But the worst horror would only strike when I was in my twenties.
My mother wanted to have her nipples operated on, (I believe she thought her areolae were too wide) for some reason that I cannot fathom till this day. Women have all sorts of complexes about their bodies, some very benign, some not at all. It’s not for me to say what they can or can’t do.
What they shouldn’t do, though, is ask their sons about it. When this happened I think I was 25-26, and so I was well warned and fortified about such issues – as possible as it to be ready for abuse (i.e, not at all) I found it unpleasant and disgusting to the extreme. Not nipples, of course – as a healthy heterosexual male I have no problems with them. I just didn’t think it was proper, right or in any way normal for her to talk to about it with her SON.
I initially just told her off and I thought that was that. She would go talk to her gynecologist or something and that would be the end of things. No, she wanted to talk to me about it. She had to talk to me about it. She initially bothered Meimei for days on end about it (since they are both female) until I stepped in. (another blow I took willingly for my sister) So she tried to talk to me about it.
Every. Single. Day.
She asked me about it when I came in the front door. She mentioned it “casually” in passing. She talked about it at the dinner table (I am not kidding) She even ambushed me in front of my room and wanted to go search for pre and post-op pictures. She once stripped in front of me without so much as a by-your-leave and starting asking me questions.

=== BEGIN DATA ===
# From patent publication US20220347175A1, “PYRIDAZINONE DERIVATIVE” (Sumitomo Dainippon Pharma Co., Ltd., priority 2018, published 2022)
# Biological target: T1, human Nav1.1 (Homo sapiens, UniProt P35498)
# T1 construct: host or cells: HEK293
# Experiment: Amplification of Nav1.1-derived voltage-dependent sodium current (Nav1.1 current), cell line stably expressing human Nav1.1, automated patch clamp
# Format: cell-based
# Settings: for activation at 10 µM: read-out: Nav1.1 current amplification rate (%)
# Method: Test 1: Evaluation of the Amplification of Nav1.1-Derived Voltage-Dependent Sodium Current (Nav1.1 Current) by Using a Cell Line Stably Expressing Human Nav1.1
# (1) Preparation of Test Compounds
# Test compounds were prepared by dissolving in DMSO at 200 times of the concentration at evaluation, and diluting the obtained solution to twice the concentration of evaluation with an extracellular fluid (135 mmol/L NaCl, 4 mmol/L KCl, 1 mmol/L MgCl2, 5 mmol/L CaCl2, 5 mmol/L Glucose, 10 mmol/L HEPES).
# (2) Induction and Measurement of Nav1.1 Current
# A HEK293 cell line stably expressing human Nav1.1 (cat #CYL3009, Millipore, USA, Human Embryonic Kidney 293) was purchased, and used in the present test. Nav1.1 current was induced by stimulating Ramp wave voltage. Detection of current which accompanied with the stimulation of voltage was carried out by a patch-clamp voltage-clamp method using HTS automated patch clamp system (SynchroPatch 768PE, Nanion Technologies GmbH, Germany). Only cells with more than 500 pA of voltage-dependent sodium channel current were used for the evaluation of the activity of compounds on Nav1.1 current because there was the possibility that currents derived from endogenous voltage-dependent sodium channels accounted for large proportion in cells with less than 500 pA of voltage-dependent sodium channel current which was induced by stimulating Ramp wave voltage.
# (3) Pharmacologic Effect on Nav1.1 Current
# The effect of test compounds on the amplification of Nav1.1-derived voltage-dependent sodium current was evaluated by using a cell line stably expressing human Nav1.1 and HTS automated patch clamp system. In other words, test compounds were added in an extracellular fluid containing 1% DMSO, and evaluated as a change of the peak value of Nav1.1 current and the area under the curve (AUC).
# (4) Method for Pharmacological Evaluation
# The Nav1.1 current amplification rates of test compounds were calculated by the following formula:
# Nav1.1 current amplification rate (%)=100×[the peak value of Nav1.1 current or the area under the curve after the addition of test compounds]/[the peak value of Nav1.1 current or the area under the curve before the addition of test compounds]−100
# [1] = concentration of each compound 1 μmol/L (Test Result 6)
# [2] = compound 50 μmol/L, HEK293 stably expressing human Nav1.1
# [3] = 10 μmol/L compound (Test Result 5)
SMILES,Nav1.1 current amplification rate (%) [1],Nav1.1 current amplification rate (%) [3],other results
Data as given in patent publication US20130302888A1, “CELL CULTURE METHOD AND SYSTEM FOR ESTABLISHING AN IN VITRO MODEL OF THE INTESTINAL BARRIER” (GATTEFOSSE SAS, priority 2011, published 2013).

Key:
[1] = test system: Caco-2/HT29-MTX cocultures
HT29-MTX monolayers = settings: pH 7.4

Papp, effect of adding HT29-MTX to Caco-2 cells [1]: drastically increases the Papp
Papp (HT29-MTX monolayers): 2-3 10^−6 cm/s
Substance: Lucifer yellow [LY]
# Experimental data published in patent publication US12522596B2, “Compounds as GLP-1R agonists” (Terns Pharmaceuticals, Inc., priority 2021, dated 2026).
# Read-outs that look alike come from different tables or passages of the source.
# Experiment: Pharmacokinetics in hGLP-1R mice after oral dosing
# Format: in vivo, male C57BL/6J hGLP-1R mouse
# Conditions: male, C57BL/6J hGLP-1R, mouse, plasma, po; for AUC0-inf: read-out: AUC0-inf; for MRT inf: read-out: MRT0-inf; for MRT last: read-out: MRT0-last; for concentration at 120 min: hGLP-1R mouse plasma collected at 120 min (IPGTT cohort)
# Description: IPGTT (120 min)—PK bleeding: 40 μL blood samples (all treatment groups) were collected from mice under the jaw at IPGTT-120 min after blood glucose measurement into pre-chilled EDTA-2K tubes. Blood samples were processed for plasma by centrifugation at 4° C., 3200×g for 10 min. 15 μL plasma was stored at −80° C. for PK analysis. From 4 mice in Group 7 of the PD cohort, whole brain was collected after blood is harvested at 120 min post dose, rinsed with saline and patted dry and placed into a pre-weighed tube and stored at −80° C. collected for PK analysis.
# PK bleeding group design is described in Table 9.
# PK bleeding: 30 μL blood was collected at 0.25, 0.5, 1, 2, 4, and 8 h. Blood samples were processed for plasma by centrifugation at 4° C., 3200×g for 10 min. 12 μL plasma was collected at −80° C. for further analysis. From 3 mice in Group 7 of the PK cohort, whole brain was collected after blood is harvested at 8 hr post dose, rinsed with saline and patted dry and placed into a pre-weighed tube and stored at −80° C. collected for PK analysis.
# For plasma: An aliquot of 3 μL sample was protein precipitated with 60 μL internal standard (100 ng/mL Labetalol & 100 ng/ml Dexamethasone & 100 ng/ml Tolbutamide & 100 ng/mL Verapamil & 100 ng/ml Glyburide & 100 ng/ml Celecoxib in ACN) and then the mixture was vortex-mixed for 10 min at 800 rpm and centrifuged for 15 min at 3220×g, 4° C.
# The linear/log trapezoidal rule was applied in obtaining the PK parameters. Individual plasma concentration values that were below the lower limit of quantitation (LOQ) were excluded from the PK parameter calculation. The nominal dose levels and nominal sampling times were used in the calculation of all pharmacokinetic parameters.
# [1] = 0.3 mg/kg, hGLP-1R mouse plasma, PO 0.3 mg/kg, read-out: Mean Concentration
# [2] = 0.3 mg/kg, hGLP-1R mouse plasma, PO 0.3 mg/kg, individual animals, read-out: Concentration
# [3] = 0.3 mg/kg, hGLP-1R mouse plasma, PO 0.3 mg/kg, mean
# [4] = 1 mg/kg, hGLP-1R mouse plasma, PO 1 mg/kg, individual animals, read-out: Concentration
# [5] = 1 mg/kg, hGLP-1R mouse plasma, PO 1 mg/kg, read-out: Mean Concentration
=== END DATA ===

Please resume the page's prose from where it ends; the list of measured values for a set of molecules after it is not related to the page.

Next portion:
There’s only so much of this anyone can take. I finally took the path of least resistance and told her that I could talk to her about it ONCE, for like ten minutes or something. Those were some of the longest ten minutes of my life. I will not go into details except to say that there were some images of nipples, and some discussion of them, and a decision was made.
Oh wait I actually remember how it ended. There was this image of a nipple with particularly wide areola on one of the medical sites we visited. I think the image had a caption that said that her boyfriend had no problem with wide areola since they look like pepperoni and hey – what guy dislikes pepperoni pizza? I pointed to it and said that I agreed. (seriously I think the guy had a point!)
She patted me on the shoulder and said that I was a Good Boy – which threatened to tear the very definitions of that term asunder.
I won’t deny that it’s pretty painful remembering all that. According to my sister there was some on her end as well, but not that bad. Thinking back I think the comments made at twelve actually scarred me far more than the Nipple Incident (as I called it) because I was at least semi-ready for the latter but not at all prepared for the former.